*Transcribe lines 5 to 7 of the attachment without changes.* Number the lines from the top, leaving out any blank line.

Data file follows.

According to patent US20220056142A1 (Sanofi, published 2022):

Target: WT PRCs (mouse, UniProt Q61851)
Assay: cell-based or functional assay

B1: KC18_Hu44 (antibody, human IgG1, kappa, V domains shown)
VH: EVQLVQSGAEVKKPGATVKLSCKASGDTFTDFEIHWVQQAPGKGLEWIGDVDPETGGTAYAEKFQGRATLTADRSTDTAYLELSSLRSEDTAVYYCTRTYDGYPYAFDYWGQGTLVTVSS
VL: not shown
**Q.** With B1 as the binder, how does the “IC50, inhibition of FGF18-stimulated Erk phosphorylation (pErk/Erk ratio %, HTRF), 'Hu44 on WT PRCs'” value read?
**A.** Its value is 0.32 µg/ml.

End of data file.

VH: EVQLVQSGAEVKKPGATVKLSCKASGDTFTDFEIHWVQQAPGKGLEWIGDVDPETGGTAYAEKFQGRATLTADRSTDTAYLELSSLRSEDTAVYYCTRTYDGYPYAFDYWGQGTLVTVSS
VL: not shown
**Q.** With B1 as the binder, how does the “IC50, inhibition of FGF18-stimulated Erk phosphorylation (pErk/Erk ratio %, HTRF), 'Hu44 on WT PRCs'” value read?